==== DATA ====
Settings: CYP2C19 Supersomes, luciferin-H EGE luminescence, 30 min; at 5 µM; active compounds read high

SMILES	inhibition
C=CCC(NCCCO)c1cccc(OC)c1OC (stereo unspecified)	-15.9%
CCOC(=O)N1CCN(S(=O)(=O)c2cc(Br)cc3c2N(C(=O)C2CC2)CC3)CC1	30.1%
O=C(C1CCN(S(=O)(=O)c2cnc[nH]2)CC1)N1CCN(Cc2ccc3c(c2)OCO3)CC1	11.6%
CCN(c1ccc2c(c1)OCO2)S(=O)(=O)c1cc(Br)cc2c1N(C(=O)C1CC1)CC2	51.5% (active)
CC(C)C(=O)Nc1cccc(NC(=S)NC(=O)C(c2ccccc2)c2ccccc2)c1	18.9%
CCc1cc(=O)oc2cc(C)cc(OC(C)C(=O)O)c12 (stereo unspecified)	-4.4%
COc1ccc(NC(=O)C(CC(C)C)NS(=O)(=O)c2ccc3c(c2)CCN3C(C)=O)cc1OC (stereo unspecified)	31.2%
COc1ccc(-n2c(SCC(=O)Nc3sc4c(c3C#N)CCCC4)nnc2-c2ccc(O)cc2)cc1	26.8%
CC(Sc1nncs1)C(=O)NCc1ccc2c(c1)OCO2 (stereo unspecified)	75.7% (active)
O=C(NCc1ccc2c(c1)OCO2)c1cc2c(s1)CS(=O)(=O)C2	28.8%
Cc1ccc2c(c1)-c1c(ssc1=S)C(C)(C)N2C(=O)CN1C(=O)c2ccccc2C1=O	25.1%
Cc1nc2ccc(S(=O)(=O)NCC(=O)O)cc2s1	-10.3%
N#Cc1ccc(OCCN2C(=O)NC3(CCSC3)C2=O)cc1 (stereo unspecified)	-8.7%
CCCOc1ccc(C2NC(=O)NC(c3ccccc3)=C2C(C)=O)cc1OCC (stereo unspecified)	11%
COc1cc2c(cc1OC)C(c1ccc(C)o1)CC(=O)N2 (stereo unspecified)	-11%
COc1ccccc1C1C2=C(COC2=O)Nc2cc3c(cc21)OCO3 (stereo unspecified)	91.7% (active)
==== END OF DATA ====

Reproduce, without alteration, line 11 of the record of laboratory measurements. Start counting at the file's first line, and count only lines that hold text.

CC(Sc1nncs1)C(=O)NCc1ccc2c(c1)OCO2 (stereo unspecified)	75.7% (active)